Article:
Let us first understand what self-supervised learning is and how it helps in solving…


Hey folks! It’s good to be back again :-)

It has been a while since I published my last article. In this sixth installment of my series “Neural Networks Intuitions”, I will be talking about one of the most widely used scene text detector — EAST(Efficient and Accurate Scene Text Detection) and as the name suggests it is not just accurate but much more efficient in comparison with its text detector counterparts.

Firstly, let us look at the problem of Scene Text Detection in general and then dive deep into the working of EAST :-)

Scene Text Detection:

Problem: The problem as already mentioned above, is to detect text in natural scene…


Hello everyone! Welcome back to my series on Neural Network Intuitions.

Today I will be talking about an elegant concept introduced in object detectors — Anchors, how they help in detecting objects in an image and how they differ from the traditional two-stage detectors.

As always let us look at the problem for which these anchors were introduced as solution :-)

Before starting with anchors, let us see how two-stage object detectors work and how they actually contribute to the evolution of single stage detectors.

Two-stage Object Detectors: A traditional two-stage object detector detects objects in an image in two…


Folks!

Today I am going to talk about a topic which took me a long time(reaallyy long time) to understand, both the motivation of usage as well as its working-Connectionist Temporal Classification(CTC).

Before talking about CTC, let us first understand what Sequence-to-Sequence models are :-)

Sequence-to-Sequence Models: These are neural networks which takes in any sequence — characters, words, image pixels and gives an output sequence which could be in the same domain or a different one as the input.

Few examples of Sequence to Sequence models:

  1. Language translation problem — where input is a sequence of words(a sentence) in…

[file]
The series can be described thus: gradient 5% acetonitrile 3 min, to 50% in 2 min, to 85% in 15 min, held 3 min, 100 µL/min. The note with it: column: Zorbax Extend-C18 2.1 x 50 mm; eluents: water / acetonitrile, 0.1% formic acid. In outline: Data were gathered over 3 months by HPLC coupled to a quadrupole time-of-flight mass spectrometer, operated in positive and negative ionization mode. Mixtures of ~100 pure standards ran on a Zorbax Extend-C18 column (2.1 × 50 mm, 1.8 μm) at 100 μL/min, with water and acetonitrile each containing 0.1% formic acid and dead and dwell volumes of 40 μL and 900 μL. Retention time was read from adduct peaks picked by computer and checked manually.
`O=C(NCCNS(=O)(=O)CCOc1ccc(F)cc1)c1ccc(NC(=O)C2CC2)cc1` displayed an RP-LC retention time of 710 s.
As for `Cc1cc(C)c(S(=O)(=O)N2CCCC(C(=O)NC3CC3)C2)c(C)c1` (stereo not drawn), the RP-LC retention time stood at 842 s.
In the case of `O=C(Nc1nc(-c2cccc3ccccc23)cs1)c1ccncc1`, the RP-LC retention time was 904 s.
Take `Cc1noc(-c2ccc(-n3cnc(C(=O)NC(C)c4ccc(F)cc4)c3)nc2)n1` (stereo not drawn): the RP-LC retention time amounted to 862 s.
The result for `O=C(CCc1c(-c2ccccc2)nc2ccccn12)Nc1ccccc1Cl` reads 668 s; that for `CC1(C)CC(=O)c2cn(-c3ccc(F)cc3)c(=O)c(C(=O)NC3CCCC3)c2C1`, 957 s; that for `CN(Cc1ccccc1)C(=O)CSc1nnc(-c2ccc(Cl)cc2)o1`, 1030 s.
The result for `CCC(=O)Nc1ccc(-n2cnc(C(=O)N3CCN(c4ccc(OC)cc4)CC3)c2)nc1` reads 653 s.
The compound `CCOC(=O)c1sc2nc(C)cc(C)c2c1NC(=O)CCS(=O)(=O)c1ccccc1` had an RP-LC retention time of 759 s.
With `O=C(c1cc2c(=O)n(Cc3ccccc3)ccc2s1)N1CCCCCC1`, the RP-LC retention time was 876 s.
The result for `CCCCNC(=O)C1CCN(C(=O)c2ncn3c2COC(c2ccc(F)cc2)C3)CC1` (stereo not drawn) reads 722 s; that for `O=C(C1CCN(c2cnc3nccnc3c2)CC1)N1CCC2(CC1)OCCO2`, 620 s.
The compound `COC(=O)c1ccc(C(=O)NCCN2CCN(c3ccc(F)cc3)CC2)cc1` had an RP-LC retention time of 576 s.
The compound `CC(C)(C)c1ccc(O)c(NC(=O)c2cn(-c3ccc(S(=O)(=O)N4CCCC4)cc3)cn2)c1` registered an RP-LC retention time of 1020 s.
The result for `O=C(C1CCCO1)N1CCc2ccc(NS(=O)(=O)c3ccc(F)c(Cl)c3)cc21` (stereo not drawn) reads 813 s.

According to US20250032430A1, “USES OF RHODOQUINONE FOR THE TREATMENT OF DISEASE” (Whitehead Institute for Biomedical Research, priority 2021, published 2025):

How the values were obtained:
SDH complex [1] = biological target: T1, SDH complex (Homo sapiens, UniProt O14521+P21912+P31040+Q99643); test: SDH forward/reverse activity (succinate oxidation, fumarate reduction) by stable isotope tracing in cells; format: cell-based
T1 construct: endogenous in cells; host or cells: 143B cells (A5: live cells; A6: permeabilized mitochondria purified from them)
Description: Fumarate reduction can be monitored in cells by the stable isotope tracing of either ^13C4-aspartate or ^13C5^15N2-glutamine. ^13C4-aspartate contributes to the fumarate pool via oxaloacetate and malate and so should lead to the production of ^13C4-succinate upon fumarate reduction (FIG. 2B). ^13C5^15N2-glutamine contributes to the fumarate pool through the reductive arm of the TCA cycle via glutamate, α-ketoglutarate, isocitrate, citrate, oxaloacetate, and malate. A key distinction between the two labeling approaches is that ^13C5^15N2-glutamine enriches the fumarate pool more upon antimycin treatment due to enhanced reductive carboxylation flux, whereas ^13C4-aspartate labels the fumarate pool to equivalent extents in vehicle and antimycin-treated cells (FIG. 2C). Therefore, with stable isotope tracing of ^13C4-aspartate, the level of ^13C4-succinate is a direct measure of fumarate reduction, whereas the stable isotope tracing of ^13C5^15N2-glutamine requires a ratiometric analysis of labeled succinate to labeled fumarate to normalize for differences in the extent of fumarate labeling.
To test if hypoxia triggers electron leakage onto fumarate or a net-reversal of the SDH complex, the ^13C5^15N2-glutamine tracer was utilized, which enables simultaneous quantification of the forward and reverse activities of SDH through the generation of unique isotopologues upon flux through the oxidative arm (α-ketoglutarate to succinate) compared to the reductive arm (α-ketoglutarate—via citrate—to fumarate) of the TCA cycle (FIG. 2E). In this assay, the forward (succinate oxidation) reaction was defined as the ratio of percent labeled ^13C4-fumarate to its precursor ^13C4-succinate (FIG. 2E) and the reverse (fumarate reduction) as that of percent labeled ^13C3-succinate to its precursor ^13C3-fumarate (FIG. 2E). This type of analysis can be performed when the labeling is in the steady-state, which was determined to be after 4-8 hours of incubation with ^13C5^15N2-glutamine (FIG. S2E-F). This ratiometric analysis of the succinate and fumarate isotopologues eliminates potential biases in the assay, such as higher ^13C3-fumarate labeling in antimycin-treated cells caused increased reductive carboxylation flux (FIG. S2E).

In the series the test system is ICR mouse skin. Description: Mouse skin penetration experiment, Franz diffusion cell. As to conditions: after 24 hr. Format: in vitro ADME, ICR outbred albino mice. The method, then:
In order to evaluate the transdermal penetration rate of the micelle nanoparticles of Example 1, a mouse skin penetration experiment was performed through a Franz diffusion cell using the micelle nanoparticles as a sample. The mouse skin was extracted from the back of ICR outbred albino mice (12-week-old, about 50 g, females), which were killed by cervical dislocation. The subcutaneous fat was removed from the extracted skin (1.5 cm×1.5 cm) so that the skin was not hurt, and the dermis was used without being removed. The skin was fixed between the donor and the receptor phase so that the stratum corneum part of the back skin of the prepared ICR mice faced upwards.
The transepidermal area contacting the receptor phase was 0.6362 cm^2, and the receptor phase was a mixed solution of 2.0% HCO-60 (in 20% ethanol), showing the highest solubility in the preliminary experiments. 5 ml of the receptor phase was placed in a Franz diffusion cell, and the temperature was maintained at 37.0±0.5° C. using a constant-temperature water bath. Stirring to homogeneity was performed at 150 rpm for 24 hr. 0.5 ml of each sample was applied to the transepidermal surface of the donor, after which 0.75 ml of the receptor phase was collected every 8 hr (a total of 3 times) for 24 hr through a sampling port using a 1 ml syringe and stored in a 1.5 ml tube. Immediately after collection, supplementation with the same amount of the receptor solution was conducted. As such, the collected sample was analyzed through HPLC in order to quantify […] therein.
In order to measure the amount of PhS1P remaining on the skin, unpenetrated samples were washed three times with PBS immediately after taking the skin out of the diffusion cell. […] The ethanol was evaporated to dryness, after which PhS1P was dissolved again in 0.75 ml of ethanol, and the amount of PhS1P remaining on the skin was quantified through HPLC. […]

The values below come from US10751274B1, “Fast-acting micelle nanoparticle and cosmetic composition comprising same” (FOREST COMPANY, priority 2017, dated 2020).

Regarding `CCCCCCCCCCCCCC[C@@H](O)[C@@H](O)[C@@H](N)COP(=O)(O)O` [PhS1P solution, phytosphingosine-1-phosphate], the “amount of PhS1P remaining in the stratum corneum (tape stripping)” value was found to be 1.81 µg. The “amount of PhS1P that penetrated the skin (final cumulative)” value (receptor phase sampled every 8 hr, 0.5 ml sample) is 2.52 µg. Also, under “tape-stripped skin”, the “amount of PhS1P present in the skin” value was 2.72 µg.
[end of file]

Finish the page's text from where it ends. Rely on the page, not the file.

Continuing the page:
Hey everyone!

Today, in the series of neural network intuitions I am going to discuss RetinaNet: Focal Loss for Dense Object Detection paper. This paper talks about RetinaNet, a single shot object detector which is fast compared to the other two stage detectors and also solves a problem which all single shot detectors have in common — single shot detectors are not as accurate as two-stage object detectors.

Link to the paper: Focal Loss for Dense Object Detection

So how does RetinaNet solve this problem of inaccuracy which all single shot detectors possess in general? …


Hello everyone!

Today we are going to have a look at one of the interesting problems that has been solved using neural networks — “Image Style Transfer”. The problem is to take two images, extract content from one image, style(texture) from the other and seamlessly merge them together into one final image that looks realistic. This blog post is an explanation of the article A Neural Algorithm of Artistic Style by Gatys et. al (https://arxiv.org/abs/1508.06576)

Lets look at an example to make things clear.

Top left is the content image, bottom left is the style image, result is the one on the right

Interesting right? Let’s take a look at how to solve it.

Overview: Let me give a…

Raghul Asokan

Deep Learning Engineer at Infilect